The National Right to Life Committee (NRLC), representing state right-to-life organizations nationwide, urges you to oppose H.R. 5746.
This legislation has been carefully crafted to maximize short-term political benefits for the dominant faction of one political party, while running roughshod over First Amendment protections for political speech that have been clearly and forcefully articulated by the U.S. Supreme Court in a series of landmark First Amendment rulings, culminating in FEC v. Wisconsin Right to Life, 551 U.S. 449 (2007) and Citizens United v. Federal Election Com’n, 558 U.S. 310 (2010).
Because this legislation would severely impede the exercise of our organization’s constitutional rights, and the rights and privacy of our donors and supporters, NRLC intends to include any roll call that occurs on H.R.5746 in our scorecard of key roll calls of the 117th Congress.
Enactment of H.R. 5746 would not be a curb on corruption, but is itself a type of corruption – an abuse of the lawmaking power by which incumbent lawmakers employ the threat of criminal sanctions, among other deterrents, to reduce the amount of private speech regarding the actions of the lawmakers themselves.
The True Purposes of H.R. 5746
Our organization’s name and contact information always appear on our public communications, and we openly proclaim the public policies that we advocate. But there is very little in this bill, despite the pretenses, that is actually intended to provide useful or necessary information to the public. The overriding purpose is precisely the opposite: To discourage, as much as possible, disfavored groups (such as National Right to Life) from communicating about officeholders, by exposing citizens who support such efforts to harassment and intimidation, and by smothering organizations in layer on layer of record keeping and reporting requirements, all backed by the threat of civil and criminal sanctions.
Speech-Restrictive Provisions of H.R. 5746
The bill would codify a vague and expansive definition of “the functional equivalent of express advocacy,” that applies to communications that “when taken as a whole, it can be interpreted by a reasonable person only as advocating the election or defeat of a candidate for election for Federal office.” There is little that an organization could say by way of commentary on the votes or positions taken by an incumbent member of Congress that would not fall within this expansive definition, in the eyes of some “reasonable person” – most often, an annoyed incumbent lawmaker or his operatives.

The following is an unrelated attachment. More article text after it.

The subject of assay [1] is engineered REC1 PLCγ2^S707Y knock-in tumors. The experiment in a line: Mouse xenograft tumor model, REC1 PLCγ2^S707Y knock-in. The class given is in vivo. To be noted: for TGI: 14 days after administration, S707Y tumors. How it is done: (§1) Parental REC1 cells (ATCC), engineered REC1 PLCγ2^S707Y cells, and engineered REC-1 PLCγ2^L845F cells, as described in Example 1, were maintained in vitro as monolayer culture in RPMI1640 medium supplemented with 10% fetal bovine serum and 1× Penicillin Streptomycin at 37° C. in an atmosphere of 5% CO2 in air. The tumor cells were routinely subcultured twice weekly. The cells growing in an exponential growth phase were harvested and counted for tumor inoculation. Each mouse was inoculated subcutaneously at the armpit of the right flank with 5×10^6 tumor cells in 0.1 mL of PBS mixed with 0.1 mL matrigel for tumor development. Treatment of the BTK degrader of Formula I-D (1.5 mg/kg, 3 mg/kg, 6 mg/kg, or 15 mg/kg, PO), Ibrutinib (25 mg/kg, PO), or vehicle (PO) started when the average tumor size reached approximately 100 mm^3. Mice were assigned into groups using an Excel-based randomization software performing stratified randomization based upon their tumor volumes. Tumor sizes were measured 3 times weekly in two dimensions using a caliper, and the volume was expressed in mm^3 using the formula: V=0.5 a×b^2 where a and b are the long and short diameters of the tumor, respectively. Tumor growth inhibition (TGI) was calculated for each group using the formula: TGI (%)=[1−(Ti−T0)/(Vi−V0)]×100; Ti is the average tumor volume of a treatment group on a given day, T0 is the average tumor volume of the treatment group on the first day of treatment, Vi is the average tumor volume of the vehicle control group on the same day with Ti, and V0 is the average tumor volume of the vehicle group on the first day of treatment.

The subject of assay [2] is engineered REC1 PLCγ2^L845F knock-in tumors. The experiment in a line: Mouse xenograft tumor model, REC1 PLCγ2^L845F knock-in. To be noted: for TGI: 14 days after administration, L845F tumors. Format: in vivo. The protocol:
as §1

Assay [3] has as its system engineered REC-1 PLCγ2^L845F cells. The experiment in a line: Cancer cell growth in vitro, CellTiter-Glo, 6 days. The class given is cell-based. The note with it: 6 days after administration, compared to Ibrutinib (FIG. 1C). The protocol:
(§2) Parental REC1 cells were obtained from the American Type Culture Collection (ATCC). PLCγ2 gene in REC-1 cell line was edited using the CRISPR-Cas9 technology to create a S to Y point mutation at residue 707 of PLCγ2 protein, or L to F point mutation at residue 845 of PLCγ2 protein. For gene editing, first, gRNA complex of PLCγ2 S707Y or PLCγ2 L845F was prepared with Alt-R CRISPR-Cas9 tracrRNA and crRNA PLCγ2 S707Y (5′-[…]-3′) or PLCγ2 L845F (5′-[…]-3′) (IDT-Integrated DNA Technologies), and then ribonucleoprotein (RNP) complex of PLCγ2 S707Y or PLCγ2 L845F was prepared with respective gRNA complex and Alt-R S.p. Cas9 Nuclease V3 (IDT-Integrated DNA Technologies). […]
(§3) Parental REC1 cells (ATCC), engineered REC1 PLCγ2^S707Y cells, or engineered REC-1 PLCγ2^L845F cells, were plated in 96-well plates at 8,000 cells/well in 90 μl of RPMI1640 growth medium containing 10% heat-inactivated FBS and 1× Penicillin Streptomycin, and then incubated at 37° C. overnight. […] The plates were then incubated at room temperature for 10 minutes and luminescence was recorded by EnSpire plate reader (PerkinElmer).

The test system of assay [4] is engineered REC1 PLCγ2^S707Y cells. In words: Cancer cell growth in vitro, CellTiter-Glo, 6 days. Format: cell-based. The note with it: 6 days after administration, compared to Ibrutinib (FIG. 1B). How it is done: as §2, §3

The time periods over which the government would have authority to regulate speech about those who hold or seek federal office – so-called “electioneering communications” – would be dramatically expanded under H.R. 5746.
H.R. 5746 also contains additional provisions that would place an unacceptable burden on the exercise of First Amendment rights. H.R. 5746 mandates burdensome disclaimers on television, radio, and online advertisements that are likely to bury the substantive message and make some advertising, especially online, functionally impossible.
Disclosure of Donors
Our members and supporters have a right to support our public advocacy about important and controversial issues without having their identifying information posted online, exposing them to harassment or retribution by those who may disagree with their beliefs.
In an additional piece from the IFS, titled “For the People Act” Replete with Provisions for the Politicians, Eric Wang writes,
The right to associate oneself with a nonprofit group’s mission and to support the group financially in private is a bedrock principle of the First Amendment that the government may not abridge casually. This is particularly true when the cause is contentious, such as abortion, gun control, LGBTQ rights, or civil rights, and association with either side on any of these issues may subject a member or donor to retaliation, harassment, threats, and even physical attack, as recent events have tragically reminded us. The potential divisiveness of these issues does not diminish their social importance and the need to hash out these debates in public while preserving donors’ privacy.
It should be self-evident that the real purpose of such burdensome requirements is not to inform the public, but to deter potential donors from financially supporting the work of groups such as National Right to Life in the first place.
We strongly urge you to oppose this pernicious, unprincipled, and constitutionally defective legislation. In our scorecard and advocacy materials, the legislation will be accurately characterized as a blatant political attack on the First Amendment rights of National Right to Life, our state affiliates, and our members and donors.
Thank you for your consideration of NRLC’s position on this important legislation.